SALSALATE

SALSALATe
(sal'sal-ate)
Artha-G, Mono-Gesic, Salflex, Salsitab
Classifications: analgesic (salicylate); nonsteroidal antiinflammatory drug (nsaid);
Therapeutic: nsaid, analgesic
; disease-modifying antirheumatic drug (dmard)
Prototype: Aspirin
Pregnancy Category: C

Availability

500 mg, 750 mg tablets

Action

Actions similar to those of other salicylates. Clinical studies suggest that salsalate does not produce significant gastric irritation, and it has not been associated with reactions causing asthmatic attacks in susceptible individuals. Unlike aspirin, it does not appear to inhibit platelet aggregation. Its antiinflammatory and analgesic activity may be mediated through inhibition of the prostaglandin synthetase enzyme complex.

Therapeutic Effect

Has analgesic, antiinflammatory, and antirheumatic effects.

Uses

Symptomatic treatment, rheumatoid arthritis, osteoarthritis, and related rheumatic disorders.

Contraindications

Hypersensitivity to salicylates or NSAIDs, especially patients with history of asthma, nasal polyposis, or chronic urticaria; chronic renal insufficiency; peptic ulcer; children <12 y; hemophilia; chickenpox, influenza, tinnitus; pregnancy (category C).

Cautious Use

Liver function impairment; older adults; lactation.

Route & Dosage

Arthritis
Adult: PO 325–3000 mg/d in divided doses (max: 4 g/d)

Administration

Oral
  • Give with a full glass of water or food or milk to reduce GI adverse effects.

Adverse Effects (≥1%)

GI: Nausea, dyspepsia, heartburn, vomiting, diarrhea, risk of GI bleed. Special Senses: Tinnitus, hearing loss (reversible). Body as a Whole: Vertigo, flushing, headache, confusion, hyperventilation, sweating. CNS: Drowsiness.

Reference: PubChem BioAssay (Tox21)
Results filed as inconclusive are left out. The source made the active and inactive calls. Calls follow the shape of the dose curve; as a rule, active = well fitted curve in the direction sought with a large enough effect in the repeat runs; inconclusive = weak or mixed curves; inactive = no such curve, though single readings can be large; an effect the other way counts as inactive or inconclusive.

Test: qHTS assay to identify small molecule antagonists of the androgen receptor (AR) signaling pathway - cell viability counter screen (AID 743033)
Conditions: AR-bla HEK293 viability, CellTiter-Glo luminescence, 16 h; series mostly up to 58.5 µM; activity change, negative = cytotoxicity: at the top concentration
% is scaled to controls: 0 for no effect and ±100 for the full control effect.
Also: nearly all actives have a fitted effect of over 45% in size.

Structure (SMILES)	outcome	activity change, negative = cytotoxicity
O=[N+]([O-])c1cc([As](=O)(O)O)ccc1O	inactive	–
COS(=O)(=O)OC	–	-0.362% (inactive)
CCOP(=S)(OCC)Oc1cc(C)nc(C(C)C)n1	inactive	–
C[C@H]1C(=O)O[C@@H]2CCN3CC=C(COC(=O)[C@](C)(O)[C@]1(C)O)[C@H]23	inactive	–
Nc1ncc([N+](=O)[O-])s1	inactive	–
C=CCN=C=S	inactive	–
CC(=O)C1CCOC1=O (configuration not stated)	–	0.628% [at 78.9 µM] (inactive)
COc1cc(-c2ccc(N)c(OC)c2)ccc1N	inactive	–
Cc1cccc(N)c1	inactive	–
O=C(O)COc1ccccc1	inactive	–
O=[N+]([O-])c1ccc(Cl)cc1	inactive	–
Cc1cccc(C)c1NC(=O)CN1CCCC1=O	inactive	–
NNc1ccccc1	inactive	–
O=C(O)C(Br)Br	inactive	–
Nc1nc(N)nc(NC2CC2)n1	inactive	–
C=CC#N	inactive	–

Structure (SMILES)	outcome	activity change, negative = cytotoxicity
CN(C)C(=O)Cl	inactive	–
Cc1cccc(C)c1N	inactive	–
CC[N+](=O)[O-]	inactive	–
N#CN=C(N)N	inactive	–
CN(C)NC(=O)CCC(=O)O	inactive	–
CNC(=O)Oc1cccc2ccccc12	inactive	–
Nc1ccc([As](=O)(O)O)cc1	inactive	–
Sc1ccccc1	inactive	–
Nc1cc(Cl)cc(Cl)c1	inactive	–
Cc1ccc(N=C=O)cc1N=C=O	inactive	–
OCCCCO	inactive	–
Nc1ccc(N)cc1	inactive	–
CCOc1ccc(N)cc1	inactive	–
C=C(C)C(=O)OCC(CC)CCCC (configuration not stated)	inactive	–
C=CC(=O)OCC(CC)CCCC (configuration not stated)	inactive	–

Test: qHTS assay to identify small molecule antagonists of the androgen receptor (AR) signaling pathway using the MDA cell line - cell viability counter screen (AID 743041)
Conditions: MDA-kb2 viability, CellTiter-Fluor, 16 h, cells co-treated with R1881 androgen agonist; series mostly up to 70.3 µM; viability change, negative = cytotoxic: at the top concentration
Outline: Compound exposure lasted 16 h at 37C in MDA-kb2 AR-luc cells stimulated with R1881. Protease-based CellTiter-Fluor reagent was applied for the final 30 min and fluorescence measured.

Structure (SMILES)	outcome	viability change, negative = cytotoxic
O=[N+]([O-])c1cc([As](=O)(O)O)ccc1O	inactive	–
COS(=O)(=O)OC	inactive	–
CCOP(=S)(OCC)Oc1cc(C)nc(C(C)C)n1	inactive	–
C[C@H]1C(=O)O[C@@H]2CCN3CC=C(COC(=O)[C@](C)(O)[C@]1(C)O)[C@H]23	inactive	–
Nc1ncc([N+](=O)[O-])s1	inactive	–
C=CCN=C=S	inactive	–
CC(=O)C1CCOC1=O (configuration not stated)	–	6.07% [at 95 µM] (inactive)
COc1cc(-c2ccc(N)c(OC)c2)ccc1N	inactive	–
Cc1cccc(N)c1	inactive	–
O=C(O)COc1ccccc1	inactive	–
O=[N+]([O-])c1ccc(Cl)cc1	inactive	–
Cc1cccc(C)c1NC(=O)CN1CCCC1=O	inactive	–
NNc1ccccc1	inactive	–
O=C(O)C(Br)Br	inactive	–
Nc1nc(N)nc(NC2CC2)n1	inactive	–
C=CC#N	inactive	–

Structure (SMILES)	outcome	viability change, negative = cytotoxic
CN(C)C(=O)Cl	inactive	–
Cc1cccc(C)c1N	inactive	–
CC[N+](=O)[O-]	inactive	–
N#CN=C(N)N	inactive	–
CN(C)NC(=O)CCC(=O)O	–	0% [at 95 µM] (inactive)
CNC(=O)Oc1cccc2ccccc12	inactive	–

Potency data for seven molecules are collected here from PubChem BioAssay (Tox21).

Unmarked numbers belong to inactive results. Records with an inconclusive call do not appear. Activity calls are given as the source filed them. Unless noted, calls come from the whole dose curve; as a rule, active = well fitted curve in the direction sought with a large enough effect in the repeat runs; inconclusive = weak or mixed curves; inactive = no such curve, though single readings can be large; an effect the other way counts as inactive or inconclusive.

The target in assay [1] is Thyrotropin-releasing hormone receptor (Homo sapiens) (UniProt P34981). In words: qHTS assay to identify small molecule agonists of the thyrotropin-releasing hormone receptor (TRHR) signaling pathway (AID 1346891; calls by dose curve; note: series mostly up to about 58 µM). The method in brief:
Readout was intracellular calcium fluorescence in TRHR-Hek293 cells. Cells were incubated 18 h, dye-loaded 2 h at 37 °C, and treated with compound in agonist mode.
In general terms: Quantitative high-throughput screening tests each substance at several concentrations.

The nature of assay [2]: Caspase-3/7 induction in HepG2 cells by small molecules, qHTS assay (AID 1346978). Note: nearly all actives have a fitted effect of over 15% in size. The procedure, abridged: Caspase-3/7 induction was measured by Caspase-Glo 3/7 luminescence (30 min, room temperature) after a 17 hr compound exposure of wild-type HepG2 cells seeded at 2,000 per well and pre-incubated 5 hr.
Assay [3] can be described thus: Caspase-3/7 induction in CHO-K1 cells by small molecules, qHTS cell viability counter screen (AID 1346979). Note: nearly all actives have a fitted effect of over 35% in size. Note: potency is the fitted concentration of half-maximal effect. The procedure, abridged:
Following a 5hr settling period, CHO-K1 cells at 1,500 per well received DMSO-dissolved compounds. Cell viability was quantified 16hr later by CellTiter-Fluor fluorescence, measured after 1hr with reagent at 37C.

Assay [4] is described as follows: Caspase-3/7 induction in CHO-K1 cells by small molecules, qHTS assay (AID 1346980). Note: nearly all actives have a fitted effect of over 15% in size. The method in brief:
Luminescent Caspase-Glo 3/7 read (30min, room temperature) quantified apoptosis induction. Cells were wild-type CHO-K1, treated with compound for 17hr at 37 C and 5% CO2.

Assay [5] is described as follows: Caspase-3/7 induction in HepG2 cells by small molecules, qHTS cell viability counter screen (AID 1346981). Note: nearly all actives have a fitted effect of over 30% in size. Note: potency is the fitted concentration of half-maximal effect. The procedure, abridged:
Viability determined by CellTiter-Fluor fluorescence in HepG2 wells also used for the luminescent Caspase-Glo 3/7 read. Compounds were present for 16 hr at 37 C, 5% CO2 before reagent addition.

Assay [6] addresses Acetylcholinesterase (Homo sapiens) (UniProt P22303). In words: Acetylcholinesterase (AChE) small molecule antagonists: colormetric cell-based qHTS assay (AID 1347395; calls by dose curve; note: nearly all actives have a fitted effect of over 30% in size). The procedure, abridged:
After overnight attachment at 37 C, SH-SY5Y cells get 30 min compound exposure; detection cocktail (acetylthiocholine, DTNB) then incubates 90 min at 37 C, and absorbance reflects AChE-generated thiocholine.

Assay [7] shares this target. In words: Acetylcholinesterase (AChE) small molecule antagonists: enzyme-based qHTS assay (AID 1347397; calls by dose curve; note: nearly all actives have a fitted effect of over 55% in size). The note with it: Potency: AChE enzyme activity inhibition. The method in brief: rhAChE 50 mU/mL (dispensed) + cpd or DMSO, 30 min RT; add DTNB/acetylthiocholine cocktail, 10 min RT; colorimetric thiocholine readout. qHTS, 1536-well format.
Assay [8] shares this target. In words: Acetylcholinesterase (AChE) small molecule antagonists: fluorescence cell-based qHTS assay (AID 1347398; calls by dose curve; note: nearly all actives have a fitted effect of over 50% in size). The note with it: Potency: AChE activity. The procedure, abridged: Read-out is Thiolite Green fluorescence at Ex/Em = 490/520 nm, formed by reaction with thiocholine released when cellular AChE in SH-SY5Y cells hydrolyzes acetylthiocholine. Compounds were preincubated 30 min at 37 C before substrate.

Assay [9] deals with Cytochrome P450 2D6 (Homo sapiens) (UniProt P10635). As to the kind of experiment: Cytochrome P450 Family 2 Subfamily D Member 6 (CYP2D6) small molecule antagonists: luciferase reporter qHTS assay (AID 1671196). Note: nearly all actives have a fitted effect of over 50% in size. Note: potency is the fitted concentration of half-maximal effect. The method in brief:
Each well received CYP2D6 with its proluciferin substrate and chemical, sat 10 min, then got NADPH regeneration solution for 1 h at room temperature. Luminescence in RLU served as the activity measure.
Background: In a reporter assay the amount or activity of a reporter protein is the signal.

Diagnostic Test Interference

False-negative results for Clinistix; false-positives for Clinitest.

Interactions

Drug: Aminosalicylic acid increases risk of salicylate toxicity. Ammonium chloride and other acidifying agents decrease renal elimination and increase risk of salicylate toxicity. anticoagulants increase risk of bleeding. oral hypoglycemic agents increase hypoglycemic activity with salsalate doses >2 g/d. carbonic anhydrase inhibitors enhance salicylate toxicity. corticosteroids add to ulcerogenic effects. Methotrexate toxicity is increased. Low doses of salicylates may antagonize uricosuric effects of probenecid and sulfinpyrazone. Herbal: Feverfew, garlic, ginger, ginkgo may increase bleeding potential.

Pharmacokinetics

Absorption: Readily absorbed from small intestine. Peak: 1.5–4 h. Metabolism: Hydrolyzed in liver, GI mucosa, plasma, whole blood, and other tissues. Elimination: In urine. Half-Life: 1 h.

Nursing Implications

Assessment & Drug Effects

  • Symptom relief is gradual (may require 3–4 d to establish steady-state salicylate level).
  • Monitor for adverse GI effects, especially in patient with a history of peptic ulcer disease.

Patient & Family Education

  • Do not to take another salicylate (e.g., aspirin) while on salsalate therapy.
  • Monitor blood glucose for loss of glycemic control in diabetes; drug may induce hypoglycemia when used with sulfonylureas.
  • Report tinnitus, hearing loss, vertigo, rash, or nausea.

Common adverse effects in italic, life-threatening effects underlined; generic names in bold; classifications in SMALL CAPS; Canadian drug name; Prototype drug

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